Regional News Briefs

March

Salt River Project Board of Directors Approves $56.5 Million for Energy Efficiency and Transportation Electrification Programs in FY2021

The Board of Directors of Arizona’s Salt River Project (SRP) voted yesterday to approve the utility’s 2021 fiscal year operating budget. The budget includes $51.4 million for demand-side management (DSM) programs and $5.1 million for transportation electrification initiatives.

This funding will enable SRP to make significant progress toward the achievement of its newly-established 2035 sustainability goals, which include new commitments for energy efficiency, demand response, and electric vehicles through 2035. Under its 2035 sustainability plan SRP will:

  • Deliver over 3 million megawatt-hours of annual aggregate energy savings by 2035 
  • Deliver at least 300 megawatts of dispatchable demand response and load management programs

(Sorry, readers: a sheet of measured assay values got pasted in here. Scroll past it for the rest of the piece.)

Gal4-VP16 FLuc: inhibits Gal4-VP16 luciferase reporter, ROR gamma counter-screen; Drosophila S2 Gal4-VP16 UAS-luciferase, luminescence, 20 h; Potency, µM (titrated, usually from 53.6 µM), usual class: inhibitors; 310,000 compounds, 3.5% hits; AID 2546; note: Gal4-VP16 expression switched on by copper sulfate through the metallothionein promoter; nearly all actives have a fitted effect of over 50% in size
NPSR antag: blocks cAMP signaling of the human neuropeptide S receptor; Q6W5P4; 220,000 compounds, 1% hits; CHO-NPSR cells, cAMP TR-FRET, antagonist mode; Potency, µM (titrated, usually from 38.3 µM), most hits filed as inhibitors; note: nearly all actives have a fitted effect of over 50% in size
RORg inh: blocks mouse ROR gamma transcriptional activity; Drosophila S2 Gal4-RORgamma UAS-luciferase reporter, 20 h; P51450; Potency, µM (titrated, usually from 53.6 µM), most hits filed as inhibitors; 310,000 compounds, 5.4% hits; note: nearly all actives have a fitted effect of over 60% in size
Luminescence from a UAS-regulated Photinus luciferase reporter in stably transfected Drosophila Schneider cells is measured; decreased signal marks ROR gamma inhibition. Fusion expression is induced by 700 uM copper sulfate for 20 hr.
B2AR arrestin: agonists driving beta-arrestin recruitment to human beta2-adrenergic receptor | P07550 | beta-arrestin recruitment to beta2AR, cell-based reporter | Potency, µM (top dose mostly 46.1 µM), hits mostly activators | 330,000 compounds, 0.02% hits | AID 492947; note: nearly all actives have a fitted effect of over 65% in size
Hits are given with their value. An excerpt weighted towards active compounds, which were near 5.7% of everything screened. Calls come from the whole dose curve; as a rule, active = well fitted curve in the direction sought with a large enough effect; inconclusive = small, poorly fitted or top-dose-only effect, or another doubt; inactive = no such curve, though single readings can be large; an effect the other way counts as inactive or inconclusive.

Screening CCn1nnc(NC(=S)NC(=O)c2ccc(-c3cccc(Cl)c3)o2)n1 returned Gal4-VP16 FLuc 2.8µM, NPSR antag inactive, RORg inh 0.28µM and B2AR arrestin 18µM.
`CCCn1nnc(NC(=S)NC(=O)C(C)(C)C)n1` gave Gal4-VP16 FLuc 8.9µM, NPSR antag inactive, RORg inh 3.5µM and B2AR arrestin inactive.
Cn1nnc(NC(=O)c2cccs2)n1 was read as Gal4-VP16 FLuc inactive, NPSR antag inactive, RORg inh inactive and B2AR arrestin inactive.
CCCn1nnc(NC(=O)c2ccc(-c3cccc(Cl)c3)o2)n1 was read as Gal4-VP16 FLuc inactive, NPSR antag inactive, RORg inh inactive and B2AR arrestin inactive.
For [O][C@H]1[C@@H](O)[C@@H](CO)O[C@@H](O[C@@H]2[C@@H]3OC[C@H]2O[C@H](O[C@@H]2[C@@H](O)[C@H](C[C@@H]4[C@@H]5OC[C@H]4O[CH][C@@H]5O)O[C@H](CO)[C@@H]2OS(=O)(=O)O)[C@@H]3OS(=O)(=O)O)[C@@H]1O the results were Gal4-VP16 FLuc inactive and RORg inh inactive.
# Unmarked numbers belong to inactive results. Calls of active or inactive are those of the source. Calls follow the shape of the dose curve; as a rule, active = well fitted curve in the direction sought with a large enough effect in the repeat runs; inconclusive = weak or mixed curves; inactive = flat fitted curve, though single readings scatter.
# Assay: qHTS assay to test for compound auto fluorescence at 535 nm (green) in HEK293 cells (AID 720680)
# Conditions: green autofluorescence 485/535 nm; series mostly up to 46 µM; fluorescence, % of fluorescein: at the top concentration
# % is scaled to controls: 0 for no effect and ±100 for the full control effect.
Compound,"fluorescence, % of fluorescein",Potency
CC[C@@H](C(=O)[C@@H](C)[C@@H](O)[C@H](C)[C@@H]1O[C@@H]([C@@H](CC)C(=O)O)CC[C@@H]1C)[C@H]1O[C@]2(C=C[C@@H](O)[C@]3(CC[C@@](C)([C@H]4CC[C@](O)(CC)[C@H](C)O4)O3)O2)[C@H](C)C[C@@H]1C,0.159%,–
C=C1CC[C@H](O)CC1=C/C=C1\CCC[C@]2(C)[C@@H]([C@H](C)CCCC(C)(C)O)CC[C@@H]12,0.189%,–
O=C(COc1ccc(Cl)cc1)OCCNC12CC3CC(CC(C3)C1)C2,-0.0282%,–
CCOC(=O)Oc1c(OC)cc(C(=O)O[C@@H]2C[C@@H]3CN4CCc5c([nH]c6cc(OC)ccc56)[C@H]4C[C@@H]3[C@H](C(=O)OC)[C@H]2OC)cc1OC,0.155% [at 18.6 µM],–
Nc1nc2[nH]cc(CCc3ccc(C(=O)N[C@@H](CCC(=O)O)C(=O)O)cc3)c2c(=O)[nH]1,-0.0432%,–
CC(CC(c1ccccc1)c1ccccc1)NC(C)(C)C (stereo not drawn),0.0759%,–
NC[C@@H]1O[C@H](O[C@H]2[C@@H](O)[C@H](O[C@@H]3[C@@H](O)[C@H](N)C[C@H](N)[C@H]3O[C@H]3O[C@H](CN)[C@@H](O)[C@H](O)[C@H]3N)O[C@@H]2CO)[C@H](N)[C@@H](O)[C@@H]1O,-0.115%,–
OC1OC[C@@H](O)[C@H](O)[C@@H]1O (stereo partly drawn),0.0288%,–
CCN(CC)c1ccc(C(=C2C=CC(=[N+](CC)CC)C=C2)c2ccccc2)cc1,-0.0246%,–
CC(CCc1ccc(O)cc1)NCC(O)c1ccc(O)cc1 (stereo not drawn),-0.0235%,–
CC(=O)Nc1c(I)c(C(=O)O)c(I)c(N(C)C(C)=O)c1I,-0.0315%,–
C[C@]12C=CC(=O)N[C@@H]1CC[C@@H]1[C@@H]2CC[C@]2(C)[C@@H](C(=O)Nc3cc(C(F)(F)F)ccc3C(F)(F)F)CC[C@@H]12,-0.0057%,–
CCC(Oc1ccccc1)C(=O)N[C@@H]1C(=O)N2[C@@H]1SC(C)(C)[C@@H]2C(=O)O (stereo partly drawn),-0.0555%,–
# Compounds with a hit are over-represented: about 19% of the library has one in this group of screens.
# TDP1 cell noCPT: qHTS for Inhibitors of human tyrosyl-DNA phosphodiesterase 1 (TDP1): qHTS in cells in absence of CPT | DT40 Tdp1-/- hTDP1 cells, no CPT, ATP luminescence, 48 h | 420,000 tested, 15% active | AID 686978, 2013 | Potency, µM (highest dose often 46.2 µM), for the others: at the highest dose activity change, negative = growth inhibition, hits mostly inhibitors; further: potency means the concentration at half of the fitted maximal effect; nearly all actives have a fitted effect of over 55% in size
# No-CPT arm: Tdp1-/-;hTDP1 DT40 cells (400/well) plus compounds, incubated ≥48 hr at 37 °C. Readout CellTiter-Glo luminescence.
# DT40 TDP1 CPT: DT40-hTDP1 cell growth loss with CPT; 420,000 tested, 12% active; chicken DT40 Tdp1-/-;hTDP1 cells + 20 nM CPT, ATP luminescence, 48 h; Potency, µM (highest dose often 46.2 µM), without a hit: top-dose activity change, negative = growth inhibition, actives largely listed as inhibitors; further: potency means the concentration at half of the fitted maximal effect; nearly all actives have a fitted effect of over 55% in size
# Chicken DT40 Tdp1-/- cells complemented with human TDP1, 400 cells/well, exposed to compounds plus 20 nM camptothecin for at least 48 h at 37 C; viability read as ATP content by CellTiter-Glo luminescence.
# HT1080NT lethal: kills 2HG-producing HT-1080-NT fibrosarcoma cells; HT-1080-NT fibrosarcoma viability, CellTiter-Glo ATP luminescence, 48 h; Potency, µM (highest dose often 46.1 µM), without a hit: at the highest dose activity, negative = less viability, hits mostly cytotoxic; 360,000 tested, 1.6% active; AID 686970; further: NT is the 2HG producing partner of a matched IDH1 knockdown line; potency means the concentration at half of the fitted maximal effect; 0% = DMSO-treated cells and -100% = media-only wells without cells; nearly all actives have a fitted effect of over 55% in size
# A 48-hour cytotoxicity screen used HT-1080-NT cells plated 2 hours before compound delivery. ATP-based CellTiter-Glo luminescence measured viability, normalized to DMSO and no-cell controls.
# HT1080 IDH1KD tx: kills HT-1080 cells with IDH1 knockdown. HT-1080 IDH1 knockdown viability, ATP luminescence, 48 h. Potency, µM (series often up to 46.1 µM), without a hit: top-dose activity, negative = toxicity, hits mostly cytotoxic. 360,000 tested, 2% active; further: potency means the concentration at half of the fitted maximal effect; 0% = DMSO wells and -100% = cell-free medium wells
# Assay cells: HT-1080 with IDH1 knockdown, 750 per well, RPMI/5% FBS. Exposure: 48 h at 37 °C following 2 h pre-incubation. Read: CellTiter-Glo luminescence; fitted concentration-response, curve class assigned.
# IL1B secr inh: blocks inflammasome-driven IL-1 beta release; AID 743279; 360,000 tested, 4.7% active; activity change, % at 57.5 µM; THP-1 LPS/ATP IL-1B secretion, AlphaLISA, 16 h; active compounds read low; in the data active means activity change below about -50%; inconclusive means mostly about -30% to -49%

• Support the enablement of 500,000 electric vehicles (EVs) in its service territory and manage 90% of those vehicles through price plans, dispatchable load management, and other offerings

Under the budget approved yesterday, SRP will invest:

  • $25.3 million in residential energy efficiency programs, including its Cool Cash Rebate, Duct Test and Repair, ENERGY STAR Homes, and the Smart Thermostat programs.
  • $20.9 million in commercial energy efficiency programs, including its Standard Business Solutions, New Construction, and Building Code Initiative programs.
  • $5.2 million in demand response programs including its Net Rush Hour Rewards program.


The SRP decision comes at a time when the Arizona Corporation Commission is actively discussing the future of energy efficiency policy, including plans to extend and expand its Energy Efficiency Resource Standard, which sunsets at the end of this year. 

SWEEP congratulates the SRP Board and Management for this important decision which will accelerate clean energy deployment in Arizona. Click here to view details of SRP’s fiscal year 2021 budget

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2020 Utah Legislative Session Recap